In February, fourteen members of Congress called on Apple and Google to remove Absher, a Saudi Arabian app allowing men to track women. Now, Google refuses to pull the app because it doesn’t violate any policies, according to Business Insider.

Absher partially functions as a regular government app where Saudi users can request passports, birth certificates, etc. However, Insider reported Absher allows men to track their female relatives, including receiving SMS alerts when women use their passports.

After Congress members called on both companies to respond by February 28, Google has come back saying it “meets all their terms and conditions,” according to Business Insider.

Rep. Jackie Speier told Business Insider that the response was “deeply unsatisfactory,” adding, “Not only do they have the capability to take action, they have done so previously with the removal of the Living Hope Ministries app, which encouraged users to ‘convert’ LGBTQ individuals, based on its ability to cause harm.”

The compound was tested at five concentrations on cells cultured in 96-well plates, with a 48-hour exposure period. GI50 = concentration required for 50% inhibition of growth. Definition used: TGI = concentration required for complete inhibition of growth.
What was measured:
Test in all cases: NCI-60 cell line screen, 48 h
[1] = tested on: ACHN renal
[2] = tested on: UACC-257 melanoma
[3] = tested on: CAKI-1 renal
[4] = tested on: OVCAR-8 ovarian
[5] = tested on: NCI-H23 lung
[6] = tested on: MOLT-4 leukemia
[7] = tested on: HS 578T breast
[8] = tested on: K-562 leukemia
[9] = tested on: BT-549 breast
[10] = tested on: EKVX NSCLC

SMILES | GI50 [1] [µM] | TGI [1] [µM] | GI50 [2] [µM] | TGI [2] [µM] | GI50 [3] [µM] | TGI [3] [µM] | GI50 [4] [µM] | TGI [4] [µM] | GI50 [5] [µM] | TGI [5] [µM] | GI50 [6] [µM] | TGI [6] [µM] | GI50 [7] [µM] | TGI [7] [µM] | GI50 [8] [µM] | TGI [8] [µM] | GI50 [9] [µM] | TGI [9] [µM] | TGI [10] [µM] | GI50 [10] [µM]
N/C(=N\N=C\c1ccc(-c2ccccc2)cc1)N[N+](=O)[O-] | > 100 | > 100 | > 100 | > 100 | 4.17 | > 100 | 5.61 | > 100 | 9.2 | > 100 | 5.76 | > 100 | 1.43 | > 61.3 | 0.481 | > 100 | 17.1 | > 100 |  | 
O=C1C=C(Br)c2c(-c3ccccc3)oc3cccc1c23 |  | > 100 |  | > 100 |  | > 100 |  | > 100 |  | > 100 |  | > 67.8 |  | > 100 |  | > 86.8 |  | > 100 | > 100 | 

Along with tracking women, people can also track migrant workers through Absher. Migrant workers already face exploitation and abuse, including sometimes having their passports withheld.

In their original letter, Congress members wrote, “Keeping this application in your stores allows your companies and your American employees to be accomplices in the oppression of Saudi Arabian women and migrant workers.”

This isn’t over for Google, as Speier plans to follow up on the issue with her colleagues.

The app can still be found in both Google Play and iTunes. Apple has yet to issue a response.